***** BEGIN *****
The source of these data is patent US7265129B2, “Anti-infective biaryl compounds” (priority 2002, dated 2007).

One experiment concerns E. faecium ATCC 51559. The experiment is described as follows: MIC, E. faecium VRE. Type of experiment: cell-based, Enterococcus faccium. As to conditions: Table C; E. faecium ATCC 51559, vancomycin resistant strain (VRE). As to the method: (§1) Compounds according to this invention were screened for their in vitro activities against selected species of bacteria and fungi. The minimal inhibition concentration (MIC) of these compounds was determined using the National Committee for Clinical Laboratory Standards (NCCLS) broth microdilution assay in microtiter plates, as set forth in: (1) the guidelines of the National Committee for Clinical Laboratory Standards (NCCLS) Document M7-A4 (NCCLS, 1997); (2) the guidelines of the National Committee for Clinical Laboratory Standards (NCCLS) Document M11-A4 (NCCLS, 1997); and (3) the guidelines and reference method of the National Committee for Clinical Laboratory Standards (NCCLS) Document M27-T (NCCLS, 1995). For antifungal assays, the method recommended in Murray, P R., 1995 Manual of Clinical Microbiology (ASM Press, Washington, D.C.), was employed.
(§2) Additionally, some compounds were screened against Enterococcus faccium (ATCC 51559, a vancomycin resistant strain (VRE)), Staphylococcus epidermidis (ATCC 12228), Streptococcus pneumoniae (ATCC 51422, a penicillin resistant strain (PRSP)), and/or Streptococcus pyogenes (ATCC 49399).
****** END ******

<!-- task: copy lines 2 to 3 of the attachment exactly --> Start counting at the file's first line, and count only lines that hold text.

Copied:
One experiment concerns E. faecium ATCC 51559. The experiment is described as follows: MIC, E. faecium VRE. Type of experiment: cell-based, Enterococcus faccium. As to conditions: Table C; E. faecium ATCC 51559, vancomycin resistant strain (VRE). As to the method: (§1) Compounds according to this invention were screened for their in vitro activities against selected species of bacteria and fungi. The minimal inhibition concentration (MIC) of these compounds was determined using the National Committee for Clinical Laboratory Standards (NCCLS) broth microdilution assay in microtiter plates, as set forth in: (1) the guidelines of the National Committee for Clinical Laboratory Standards (NCCLS) Document M7-A4 (NCCLS, 1997); (2) the guidelines of the National Committee for Clinical Laboratory Standards (NCCLS) Document M11-A4 (NCCLS, 1997); and (3) the guidelines and reference method of the National Committee for Clinical Laboratory Standards (NCCLS) Document M27-T (NCCLS, 1995). For antifungal assays, the method recommended in Murray, P R., 1995 Manual of Clinical Microbiology (ASM Press, Washington, D.C.), was employed.
(§2) Additionally, some compounds were screened against Enterococcus faccium (ATCC 51559, a vancomycin resistant strain (VRE)), Staphylococcus epidermidis (ATCC 12228), Streptococcus pneumoniae (ATCC 51422, a penicillin resistant strain (PRSP)), and/or Streptococcus pyogenes (ATCC 49399).